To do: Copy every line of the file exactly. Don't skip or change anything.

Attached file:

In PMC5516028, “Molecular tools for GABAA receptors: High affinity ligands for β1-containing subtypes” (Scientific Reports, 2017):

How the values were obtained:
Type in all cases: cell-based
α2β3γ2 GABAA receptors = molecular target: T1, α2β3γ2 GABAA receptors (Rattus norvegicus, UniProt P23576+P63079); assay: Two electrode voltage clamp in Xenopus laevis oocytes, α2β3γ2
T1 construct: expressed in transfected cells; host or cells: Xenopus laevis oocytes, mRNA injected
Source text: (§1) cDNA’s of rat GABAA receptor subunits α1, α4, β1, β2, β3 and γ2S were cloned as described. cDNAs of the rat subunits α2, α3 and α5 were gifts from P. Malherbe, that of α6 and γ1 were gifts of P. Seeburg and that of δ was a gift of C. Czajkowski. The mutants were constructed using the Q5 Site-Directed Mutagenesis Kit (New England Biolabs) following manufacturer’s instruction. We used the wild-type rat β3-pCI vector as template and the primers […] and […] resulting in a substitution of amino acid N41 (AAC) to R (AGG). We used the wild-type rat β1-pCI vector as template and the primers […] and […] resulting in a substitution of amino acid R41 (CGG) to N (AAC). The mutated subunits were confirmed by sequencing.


In PMC5516028, “Molecular tools for GABAA receptors: High affinity ligands for β1-containing subtypes” (Scientific Reports, 2017):

How the values were obtained:
Type in all cases: cell-based
α2β3γ2 GABAA receptors = molecular target: T1, α2β3γ2 GABAA receptors (Rattus norvegicus, UniProt P23576+P63079); assay: Two electrode voltage clamp in Xenopus laevis oocytes, α2β3γ2
T1 construct: expressed in transfected cells; host or cells: Xenopus laevis oocytes, mRNA injected
Source text: (§1) cDNA’s of rat GABAA receptor subunits α1, α4, β1, β2, β3 and γ2S were cloned as described. cDNAs of the rat subunits α2, α3 and α5 were gifts from P. Malherbe, that of α6 and γ1 were gifts of P. Seeburg and that of δ was a gift of C. Czajkowski. The mutants were constructed using the Q5 Site-Directed Mutagenesis Kit (New England Biolabs) following manufacturer’s instruction. We used the wild-type rat β3-pCI vector as template and the primers […] and […] resulting in a substitution of amino acid N41 (AAC) to R (AGG). We used the wild-type rat β1-pCI vector as template and the primers […] and […] resulting in a substitution of amino acid R41 (CGG) to N (AAC). The mutated subunits were confirmed by sequencing.